Lesson: The dangers of false friends when learning a language
The next time you visit Germany, don’t say danke schön when you receive a gift. In German, “gift” means “poison.” And when in Italy, beware of signs reading “casino,” unless, of course, you are looking to go to a brothel.
“Gift” and “casino” are two examples of “false friends.” False friends are words that look the same or similar to words in another language, but have different meanings. They can be a roadblock to language learners, who may wrongly attribute a familiar definition to the new word (sometimes with accidental comedic effect).
Two kinds of false friends are “cognates” and “false cognates.”
Cognates are words that have a common etymological origin. Or, said another way, they share a parent on the language family tree. For example: night (English), nuit (French), nacht (German), and notte (Italian) were all derived from the same Proto-Indo-European word. Cognates become false friends if Language A borrows a word from Language B, but over time, Language B changes the word’s meaning.
False cognates are words that look similar, but actually formed from two separate languages. In these cases, it’s just coincidence that one word looks like another.
Here are some funny examples of false friends with English words:
|Foreign word||English word||Foreign word definition|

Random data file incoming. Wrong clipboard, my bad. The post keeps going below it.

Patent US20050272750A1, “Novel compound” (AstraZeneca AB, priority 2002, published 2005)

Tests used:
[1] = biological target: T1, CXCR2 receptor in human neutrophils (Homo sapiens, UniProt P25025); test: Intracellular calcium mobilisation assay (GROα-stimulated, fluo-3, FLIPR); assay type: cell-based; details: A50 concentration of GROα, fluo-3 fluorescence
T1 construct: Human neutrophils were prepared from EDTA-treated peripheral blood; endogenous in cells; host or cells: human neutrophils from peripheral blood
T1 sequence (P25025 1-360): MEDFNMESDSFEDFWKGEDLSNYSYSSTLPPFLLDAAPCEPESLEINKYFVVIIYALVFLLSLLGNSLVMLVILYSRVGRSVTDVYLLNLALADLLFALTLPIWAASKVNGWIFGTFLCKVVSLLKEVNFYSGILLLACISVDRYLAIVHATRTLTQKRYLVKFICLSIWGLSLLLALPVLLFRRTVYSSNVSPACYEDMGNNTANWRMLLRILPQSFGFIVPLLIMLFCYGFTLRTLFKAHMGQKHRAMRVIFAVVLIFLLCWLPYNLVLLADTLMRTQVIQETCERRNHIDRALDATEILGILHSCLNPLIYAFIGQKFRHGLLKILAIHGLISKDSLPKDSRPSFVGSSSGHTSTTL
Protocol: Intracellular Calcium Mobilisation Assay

|constipado (Spanish)||constipated||a cold|
|fahrt (German)fart (Swedish)||fart||speed|
|fat (Swedish)||fat||dinner plate|
|smoking (French, German, Spanish, Swedish)||smoking||tuxedo jacket|
False friends are one of languages’ lovable (and sometimes irritating) eccentricities. Be sure to keep note of the embarrassing ones in your learning adventures, or else you may be deeply disappointed when a suave gentleman comes to your door with a glass of lemonade instead of a limo.
If you are interested in a longer list of false friends, click here.
2 thoughts on “Freud was right the first time: Sometimes a cigar is not just a cigar”
Sometimes you can get false friends within the same language. Your example of Spanish embarazada reminds me of a time many years ago when a British fellow student who didn’t have an alarm clock asked me (an American) if I could come around and knock her up at a certain time the next morning.
I’m actually planning a separate post about Britishisms. I have a couple funny stories, myself. Thanks for sharing yours.